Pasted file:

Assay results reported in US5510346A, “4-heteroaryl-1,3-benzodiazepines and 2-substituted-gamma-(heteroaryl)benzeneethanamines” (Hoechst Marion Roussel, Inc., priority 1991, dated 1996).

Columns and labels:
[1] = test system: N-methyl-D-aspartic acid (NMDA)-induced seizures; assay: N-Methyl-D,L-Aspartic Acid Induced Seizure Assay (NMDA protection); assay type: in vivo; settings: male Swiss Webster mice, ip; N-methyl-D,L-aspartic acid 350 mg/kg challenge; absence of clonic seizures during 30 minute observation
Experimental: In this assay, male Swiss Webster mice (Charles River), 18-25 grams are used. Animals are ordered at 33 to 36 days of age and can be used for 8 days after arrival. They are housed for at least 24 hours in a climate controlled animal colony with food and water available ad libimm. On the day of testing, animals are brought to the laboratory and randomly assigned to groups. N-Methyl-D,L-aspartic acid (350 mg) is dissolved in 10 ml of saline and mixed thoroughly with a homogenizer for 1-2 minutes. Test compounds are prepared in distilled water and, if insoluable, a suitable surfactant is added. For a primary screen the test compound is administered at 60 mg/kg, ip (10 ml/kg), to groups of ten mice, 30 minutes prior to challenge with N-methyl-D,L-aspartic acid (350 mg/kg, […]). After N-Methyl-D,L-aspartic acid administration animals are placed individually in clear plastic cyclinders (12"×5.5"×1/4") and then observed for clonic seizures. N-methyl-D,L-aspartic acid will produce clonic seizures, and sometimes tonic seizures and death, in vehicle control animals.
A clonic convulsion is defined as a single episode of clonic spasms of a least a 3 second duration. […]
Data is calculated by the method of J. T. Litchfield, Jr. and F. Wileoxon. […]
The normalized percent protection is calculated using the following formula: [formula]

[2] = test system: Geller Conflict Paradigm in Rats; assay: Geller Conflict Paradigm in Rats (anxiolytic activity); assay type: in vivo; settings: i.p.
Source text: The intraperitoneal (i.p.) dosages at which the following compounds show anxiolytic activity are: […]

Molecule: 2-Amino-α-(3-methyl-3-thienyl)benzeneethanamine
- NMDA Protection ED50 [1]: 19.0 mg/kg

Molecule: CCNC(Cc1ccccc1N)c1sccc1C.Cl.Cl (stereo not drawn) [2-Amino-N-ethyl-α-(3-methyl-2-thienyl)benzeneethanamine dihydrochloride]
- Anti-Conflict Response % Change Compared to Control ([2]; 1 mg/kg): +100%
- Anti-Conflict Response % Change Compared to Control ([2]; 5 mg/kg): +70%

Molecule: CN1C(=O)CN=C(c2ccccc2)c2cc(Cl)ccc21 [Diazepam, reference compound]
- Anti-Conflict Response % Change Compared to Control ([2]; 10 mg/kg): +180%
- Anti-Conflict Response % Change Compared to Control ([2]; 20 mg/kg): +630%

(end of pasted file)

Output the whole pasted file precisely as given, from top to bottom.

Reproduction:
Assay results reported in US5510346A, “4-heteroaryl-1,3-benzodiazepines and 2-substituted-gamma-(heteroaryl)benzeneethanamines” (Hoechst Marion Roussel, Inc., priority 1991, dated 1996).

Columns and labels:
[1] = test system: N-methyl-D-aspartic acid (NMDA)-induced seizures; assay: N-Methyl-D,L-Aspartic Acid Induced Seizure Assay (NMDA protection); assay type: in vivo; settings: male Swiss Webster mice, ip; N-methyl-D,L-aspartic acid 350 mg/kg challenge; absence of clonic seizures during 30 minute observation
Experimental: In this assay, male Swiss Webster mice (Charles River), 18-25 grams are used. Animals are ordered at 33 to 36 days of age and can be used for 8 days after arrival. They are housed for at least 24 hours in a climate controlled animal colony with food and water available ad libimm. On the day of testing, animals are brought to the laboratory and randomly assigned to groups. N-Methyl-D,L-aspartic acid (350 mg) is dissolved in 10 ml of saline and mixed thoroughly with a homogenizer for 1-2 minutes. Test compounds are prepared in distilled water and, if insoluable, a suitable surfactant is added. For a primary screen the test compound is administered at 60 mg/kg, ip (10 ml/kg), to groups of ten mice, 30 minutes prior to challenge with N-methyl-D,L-aspartic acid (350 mg/kg, […]). After N-Methyl-D,L-aspartic acid administration animals are placed individually in clear plastic cyclinders (12"×5.5"×1/4") and then observed for clonic seizures. N-methyl-D,L-aspartic acid will produce clonic seizures, and sometimes tonic seizures and death, in vehicle control animals.
A clonic convulsion is defined as a single episode of clonic spasms of a least a 3 second duration. […]
Data is calculated by the method of J. T. Litchfield, Jr. and F. Wileoxon. […]
The normalized percent protection is calculated using the following formula: [formula]

[2] = test system: Geller Conflict Paradigm in Rats; assay: Geller Conflict Paradigm in Rats (anxiolytic activity); assay type: in vivo; settings: i.p.
Source text: The intraperitoneal (i.p.) dosages at which the following compounds show anxiolytic activity are: […]

Molecule: 2-Amino-α-(3-methyl-3-thienyl)benzeneethanamine
- NMDA Protection ED50 [1]: 19.0 mg/kg

Molecule: CCNC(Cc1ccccc1N)c1sccc1C.Cl.Cl (stereo not drawn) [2-Amino-N-ethyl-α-(3-methyl-2-thienyl)benzeneethanamine dihydrochloride]
- Anti-Conflict Response % Change Compared to Control ([2]; 1 mg/kg): +100%
- Anti-Conflict Response % Change Compared to Control ([2]; 5 mg/kg): +70%

Molecule: CN1C(=O)CN=C(c2ccccc2)c2cc(Cl)ccc21 [Diazepam, reference compound]
- Anti-Conflict Response % Change Compared to Control ([2]; 10 mg/kg): +180%
- Anti-Conflict Response % Change Compared to Control ([2]; 20 mg/kg): +630%